Bergen, Norway - Biohacking starts to find its way into our lives, but what is it and who is using it anyways?
When you hear the word biohacking for the first time, it reminds you of some geek, whose social life does not go beyond the next supermarket at the corner. Or we think of science fiction movies and computer games; remember the terminator?
But biohacking is way more, it rather describes a way to improve your own body or your surroundings with the worldwide knowledge about biology and do-it-yourself cybernetic devices.
An example would be the case of a biochemist from Berlin in Germany. The scientist picked up dog dirt in front of his house to find out which dog owner did not clean up his dog’s mess. After he had some probes, he started to throw tennis balls at the dogs that were walking by and played with them a little. Later in his laboratory, he checked the DNA of the dog dirt with the saliva on the balls. And that’s how he found the evildoers.
But biohacking is more than just the smart skills of a biochemist; it can improve our human abilities to a whole new level. In March 2015 the biohacker, Gabriel Licina, had a chlorophyll based liquid, called Chlorin e6, deposited into his eyes to see in the dark.
Besides the cool black eyes he had after the procedure, Licina’s eyesight got so good that he could point out people standing in the woods at dark night – and that up to 50 meters or 55 yards.
Is all of this necessary? Do we need it? Will we be able to do something useful and beneficial out of this new trend or will we use these new methods to breed some new kind of super soldiers?
Jonas de Vos, who lives in Amsterdam, had his body connected to his house via a new kind of chip implanted under his skin. Similar to Tim Cannon, who did the same in 2013, Jonas’ house now reacts to his mood.
“The really ingenious thing about it is that with living in my house now I feel like Iron Man. See, I’m coming home from work and ask Cortana [Microsoft’s personal assistant] for a restaurant, where I can go later that day with my girlfriend. At the same time, the chip in my arm analyzes the data it gathered during the day and decides that I need a relaxing bath instead of a fast shower. That’ll improve my mood before going out. That’s just awesome and it works all electronic, without any expensive and real personal assistants. Everybody will be able to afford these things very soon.”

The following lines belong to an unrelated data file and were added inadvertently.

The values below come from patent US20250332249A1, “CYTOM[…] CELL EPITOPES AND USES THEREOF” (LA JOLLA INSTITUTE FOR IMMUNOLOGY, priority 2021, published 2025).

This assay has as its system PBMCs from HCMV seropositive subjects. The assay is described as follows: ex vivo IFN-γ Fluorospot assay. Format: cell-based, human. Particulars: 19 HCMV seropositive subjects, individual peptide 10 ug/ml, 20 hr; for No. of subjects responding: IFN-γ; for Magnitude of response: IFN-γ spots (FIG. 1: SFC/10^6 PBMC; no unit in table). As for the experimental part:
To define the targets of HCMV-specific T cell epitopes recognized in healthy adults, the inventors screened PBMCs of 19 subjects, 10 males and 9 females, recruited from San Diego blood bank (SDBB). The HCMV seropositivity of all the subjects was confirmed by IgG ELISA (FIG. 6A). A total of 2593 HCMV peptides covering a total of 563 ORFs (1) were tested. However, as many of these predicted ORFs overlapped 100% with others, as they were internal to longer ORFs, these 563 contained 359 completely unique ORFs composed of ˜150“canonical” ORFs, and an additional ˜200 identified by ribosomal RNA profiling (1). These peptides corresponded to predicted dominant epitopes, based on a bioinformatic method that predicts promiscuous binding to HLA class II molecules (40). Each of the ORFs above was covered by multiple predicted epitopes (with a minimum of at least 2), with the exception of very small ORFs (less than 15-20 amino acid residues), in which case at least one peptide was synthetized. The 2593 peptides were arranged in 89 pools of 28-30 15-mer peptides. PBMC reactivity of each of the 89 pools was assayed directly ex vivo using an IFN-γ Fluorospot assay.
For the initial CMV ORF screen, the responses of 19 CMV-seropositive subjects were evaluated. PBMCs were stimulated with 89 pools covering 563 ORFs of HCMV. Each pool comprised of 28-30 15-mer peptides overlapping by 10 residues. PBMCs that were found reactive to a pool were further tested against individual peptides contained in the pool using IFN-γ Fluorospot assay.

And again the question: Do we need it? Maybe not as a collective, but individuals may have their very own use for such body modifications, just like Seth Whale. The former US-Marine, who now works for a cyber security company, implanted an NFC chip, with which he can hack nearby Android gadgets, into his left hand. This kind of technology would be a catastrophe in the hands of criminals, just think of private photos or bank account data.
These examples show just a short insight of what is and can be possible with biohacking. On the one hand, it is somehow cool to pimp your own body and truly stand out from the crowd. But on the other hand, these technologies can get very dangerous when in the hands of criminals. In the end, everybody has to decide on their own; do I want to be one of the pioneers in this field or do I want to be the end consumer after the technology is ready for the mass market.